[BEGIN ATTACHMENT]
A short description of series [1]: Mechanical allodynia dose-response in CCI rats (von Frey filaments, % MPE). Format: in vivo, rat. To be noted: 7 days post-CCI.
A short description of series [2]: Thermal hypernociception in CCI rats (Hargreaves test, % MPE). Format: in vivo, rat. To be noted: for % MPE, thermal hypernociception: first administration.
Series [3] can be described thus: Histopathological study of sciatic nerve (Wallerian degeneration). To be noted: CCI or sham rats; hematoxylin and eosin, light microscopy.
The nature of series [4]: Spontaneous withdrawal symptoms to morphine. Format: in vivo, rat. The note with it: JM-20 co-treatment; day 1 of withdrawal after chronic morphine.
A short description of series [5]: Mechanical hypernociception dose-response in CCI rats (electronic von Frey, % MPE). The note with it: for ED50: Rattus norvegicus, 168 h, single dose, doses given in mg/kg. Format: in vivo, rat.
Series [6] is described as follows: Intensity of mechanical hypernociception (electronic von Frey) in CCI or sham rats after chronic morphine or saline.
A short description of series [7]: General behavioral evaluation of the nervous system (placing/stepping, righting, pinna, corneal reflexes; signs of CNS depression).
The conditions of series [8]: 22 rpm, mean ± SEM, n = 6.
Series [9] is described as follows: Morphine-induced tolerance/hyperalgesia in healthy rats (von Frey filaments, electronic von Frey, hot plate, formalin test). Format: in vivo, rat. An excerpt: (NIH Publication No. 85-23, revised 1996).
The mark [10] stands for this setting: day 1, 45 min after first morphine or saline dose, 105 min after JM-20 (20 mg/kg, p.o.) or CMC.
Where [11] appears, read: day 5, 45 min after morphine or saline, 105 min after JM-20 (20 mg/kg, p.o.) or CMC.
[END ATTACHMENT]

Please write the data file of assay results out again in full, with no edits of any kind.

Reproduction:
A short description of series [1]: Mechanical allodynia dose-response in CCI rats (von Frey filaments, % MPE). Format: in vivo, rat. To be noted: 7 days post-CCI.
A short description of series [2]: Thermal hypernociception in CCI rats (Hargreaves test, % MPE). Format: in vivo, rat. To be noted: for % MPE, thermal hypernociception: first administration.
Series [3] can be described thus: Histopathological study of sciatic nerve (Wallerian degeneration). To be noted: CCI or sham rats; hematoxylin and eosin, light microscopy.
The nature of series [4]: Spontaneous withdrawal symptoms to morphine. Format: in vivo, rat. The note with it: JM-20 co-treatment; day 1 of withdrawal after chronic morphine.
A short description of series [5]: Mechanical hypernociception dose-response in CCI rats (electronic von Frey, % MPE). The note with it: for ED50: Rattus norvegicus, 168 h, single dose, doses given in mg/kg. Format: in vivo, rat.
Series [6] is described as follows: Intensity of mechanical hypernociception (electronic von Frey) in CCI or sham rats after chronic morphine or saline.
A short description of series [7]: General behavioral evaluation of the nervous system (placing/stepping, righting, pinna, corneal reflexes; signs of CNS depression).
The conditions of series [8]: 22 rpm, mean ± SEM, n = 6.
Series [9] is described as follows: Morphine-induced tolerance/hyperalgesia in healthy rats (von Frey filaments, electronic von Frey, hot plate, formalin test). Format: in vivo, rat. An excerpt: (NIH Publication No. 85-23, revised 1996).
The mark [10] stands for this setting: day 1, 45 min after first morphine or saline dose, 105 min after JM-20 (20 mg/kg, p.o.) or CMC.
Where [11] appears, read: day 5, 45 min after morphine or saline, 105 min after JM-20 (20 mg/kg, p.o.) or CMC.